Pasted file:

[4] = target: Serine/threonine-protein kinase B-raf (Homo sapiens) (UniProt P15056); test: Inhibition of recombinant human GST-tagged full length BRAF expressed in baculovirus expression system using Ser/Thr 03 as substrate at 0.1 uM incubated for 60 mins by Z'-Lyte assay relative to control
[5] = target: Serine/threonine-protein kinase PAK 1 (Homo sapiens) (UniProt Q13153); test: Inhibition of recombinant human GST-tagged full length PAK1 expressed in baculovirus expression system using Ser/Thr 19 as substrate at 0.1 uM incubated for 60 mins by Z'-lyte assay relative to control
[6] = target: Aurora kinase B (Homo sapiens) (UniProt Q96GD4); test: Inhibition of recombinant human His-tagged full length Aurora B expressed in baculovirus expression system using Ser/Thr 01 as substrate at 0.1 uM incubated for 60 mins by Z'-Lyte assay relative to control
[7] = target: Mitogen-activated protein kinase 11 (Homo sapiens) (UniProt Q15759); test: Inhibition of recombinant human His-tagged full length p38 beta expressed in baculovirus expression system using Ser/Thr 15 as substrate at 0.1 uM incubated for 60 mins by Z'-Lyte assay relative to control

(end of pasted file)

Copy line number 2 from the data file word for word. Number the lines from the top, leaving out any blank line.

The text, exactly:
[5] = target: Serine/threonine-protein kinase PAK 1 (Homo sapiens) (UniProt Q13153); test: Inhibition of recombinant human GST-tagged full length PAK1 expressed in baculovirus expression system using Ser/Thr 19 as substrate at 0.1 uM incubated for 60 mins by Z'-lyte assay relative to control